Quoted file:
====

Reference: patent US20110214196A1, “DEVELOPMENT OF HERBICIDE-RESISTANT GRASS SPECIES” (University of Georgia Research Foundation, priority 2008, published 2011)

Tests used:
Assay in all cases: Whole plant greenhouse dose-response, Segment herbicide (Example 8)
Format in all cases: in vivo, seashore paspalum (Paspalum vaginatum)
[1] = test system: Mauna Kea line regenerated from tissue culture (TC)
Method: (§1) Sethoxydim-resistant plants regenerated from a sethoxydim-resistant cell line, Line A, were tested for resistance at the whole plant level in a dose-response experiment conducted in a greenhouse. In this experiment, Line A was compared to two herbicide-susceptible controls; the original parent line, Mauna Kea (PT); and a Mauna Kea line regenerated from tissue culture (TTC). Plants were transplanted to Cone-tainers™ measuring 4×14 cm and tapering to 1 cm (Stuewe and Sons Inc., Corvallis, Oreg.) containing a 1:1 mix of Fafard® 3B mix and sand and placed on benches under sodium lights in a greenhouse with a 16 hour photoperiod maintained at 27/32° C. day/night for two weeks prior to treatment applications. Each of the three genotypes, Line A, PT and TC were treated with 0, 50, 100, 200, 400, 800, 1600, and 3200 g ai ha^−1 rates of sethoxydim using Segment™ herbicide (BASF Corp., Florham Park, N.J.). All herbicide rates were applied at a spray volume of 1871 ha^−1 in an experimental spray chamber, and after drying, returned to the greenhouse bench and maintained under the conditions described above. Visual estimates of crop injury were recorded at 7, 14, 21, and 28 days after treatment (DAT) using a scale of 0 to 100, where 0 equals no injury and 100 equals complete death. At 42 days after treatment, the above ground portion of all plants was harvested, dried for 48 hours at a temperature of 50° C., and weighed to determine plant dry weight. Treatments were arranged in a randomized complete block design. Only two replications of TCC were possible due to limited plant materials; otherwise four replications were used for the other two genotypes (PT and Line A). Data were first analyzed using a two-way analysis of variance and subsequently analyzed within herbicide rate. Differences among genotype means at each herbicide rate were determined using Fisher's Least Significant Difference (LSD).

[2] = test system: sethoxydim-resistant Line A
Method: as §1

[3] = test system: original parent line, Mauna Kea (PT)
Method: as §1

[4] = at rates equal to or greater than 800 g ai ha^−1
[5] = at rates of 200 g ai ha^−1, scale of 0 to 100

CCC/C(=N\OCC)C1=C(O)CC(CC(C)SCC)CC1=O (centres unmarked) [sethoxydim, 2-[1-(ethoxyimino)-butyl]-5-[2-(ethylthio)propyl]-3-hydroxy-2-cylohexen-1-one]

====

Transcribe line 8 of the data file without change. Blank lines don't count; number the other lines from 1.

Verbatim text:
Method: as §1